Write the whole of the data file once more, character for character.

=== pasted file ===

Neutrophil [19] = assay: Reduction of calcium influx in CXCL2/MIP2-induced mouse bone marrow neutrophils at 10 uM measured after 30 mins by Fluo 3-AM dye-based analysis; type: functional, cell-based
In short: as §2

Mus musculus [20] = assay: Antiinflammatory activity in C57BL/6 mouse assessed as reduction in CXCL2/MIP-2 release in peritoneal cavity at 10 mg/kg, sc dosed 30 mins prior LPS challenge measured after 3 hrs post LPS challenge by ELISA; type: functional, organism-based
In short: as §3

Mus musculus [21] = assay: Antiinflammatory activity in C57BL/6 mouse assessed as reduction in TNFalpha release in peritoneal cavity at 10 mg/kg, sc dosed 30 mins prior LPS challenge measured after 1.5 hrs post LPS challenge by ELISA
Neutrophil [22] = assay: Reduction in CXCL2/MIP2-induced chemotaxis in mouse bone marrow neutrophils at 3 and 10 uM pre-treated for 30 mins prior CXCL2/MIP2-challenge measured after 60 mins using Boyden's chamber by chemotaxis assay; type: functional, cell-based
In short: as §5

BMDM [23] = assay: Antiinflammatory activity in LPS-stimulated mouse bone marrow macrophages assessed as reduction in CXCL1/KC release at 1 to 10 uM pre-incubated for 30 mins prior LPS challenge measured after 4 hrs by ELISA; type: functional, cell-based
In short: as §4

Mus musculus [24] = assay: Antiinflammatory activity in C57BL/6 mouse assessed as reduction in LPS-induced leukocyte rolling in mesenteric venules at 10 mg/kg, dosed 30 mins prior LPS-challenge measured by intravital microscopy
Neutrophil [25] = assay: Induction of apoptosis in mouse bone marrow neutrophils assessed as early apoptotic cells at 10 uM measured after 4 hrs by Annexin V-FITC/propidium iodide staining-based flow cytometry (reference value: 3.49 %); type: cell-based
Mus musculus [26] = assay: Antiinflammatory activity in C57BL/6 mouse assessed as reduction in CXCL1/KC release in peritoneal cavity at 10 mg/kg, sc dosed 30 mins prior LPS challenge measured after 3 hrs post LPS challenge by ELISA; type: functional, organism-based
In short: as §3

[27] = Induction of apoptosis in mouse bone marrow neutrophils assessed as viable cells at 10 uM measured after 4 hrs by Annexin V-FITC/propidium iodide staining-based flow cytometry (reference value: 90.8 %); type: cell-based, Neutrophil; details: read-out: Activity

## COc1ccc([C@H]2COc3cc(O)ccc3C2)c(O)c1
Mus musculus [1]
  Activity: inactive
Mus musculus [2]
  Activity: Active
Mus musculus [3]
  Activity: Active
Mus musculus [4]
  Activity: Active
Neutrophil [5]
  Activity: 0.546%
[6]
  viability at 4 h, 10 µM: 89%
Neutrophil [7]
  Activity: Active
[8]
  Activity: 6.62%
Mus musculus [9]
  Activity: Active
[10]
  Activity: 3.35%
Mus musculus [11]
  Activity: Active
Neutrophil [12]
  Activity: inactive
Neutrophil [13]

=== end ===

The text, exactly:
Neutrophil [19] = assay: Reduction of calcium influx in CXCL2/MIP2-induced mouse bone marrow neutrophils at 10 uM measured after 30 mins by Fluo 3-AM dye-based analysis; type: functional, cell-based
In short: as §2

Mus musculus [20] = assay: Antiinflammatory activity in C57BL/6 mouse assessed as reduction in CXCL2/MIP-2 release in peritoneal cavity at 10 mg/kg, sc dosed 30 mins prior LPS challenge measured after 3 hrs post LPS challenge by ELISA; type: functional, organism-based
In short: as §3

Mus musculus [21] = assay: Antiinflammatory activity in C57BL/6 mouse assessed as reduction in TNFalpha release in peritoneal cavity at 10 mg/kg, sc dosed 30 mins prior LPS challenge measured after 1.5 hrs post LPS challenge by ELISA
Neutrophil [22] = assay: Reduction in CXCL2/MIP2-induced chemotaxis in mouse bone marrow neutrophils at 3 and 10 uM pre-treated for 30 mins prior CXCL2/MIP2-challenge measured after 60 mins using Boyden's chamber by chemotaxis assay; type: functional, cell-based
In short: as §5

BMDM [23] = assay: Antiinflammatory activity in LPS-stimulated mouse bone marrow macrophages assessed as reduction in CXCL1/KC release at 1 to 10 uM pre-incubated for 30 mins prior LPS challenge measured after 4 hrs by ELISA; type: functional, cell-based
In short: as §4

Mus musculus [24] = assay: Antiinflammatory activity in C57BL/6 mouse assessed as reduction in LPS-induced leukocyte rolling in mesenteric venules at 10 mg/kg, dosed 30 mins prior LPS-challenge measured by intravital microscopy
Neutrophil [25] = assay: Induction of apoptosis in mouse bone marrow neutrophils assessed as early apoptotic cells at 10 uM measured after 4 hrs by Annexin V-FITC/propidium iodide staining-based flow cytometry (reference value: 3.49 %); type: cell-based
Mus musculus [26] = assay: Antiinflammatory activity in C57BL/6 mouse assessed as reduction in CXCL1/KC release in peritoneal cavity at 10 mg/kg, sc dosed 30 mins prior LPS challenge measured after 3 hrs post LPS challenge by ELISA; type: functional, organism-based
In short: as §3

[27] = Induction of apoptosis in mouse bone marrow neutrophils assessed as viable cells at 10 uM measured after 4 hrs by Annexin V-FITC/propidium iodide staining-based flow cytometry (reference value: 90.8 %); type: cell-based, Neutrophil; details: read-out: Activity

## COc1ccc([C@H]2COc3cc(O)ccc3C2)c(O)c1
Mus musculus [1]
  Activity: inactive
Mus musculus [2]
  Activity: Active
Mus musculus [3]
  Activity: Active
Mus musculus [4]
  Activity: Active
Neutrophil [5]
  Activity: 0.546%
[6]
  viability at 4 h, 10 µM: 89%
Neutrophil [7]
  Activity: Active
[8]
  Activity: 6.62%
Mus musculus [9]
  Activity: Active
[10]
  Activity: 3.35%
Mus musculus [11]
  Activity: Active
Neutrophil [12]
  Activity: inactive
Neutrophil [13]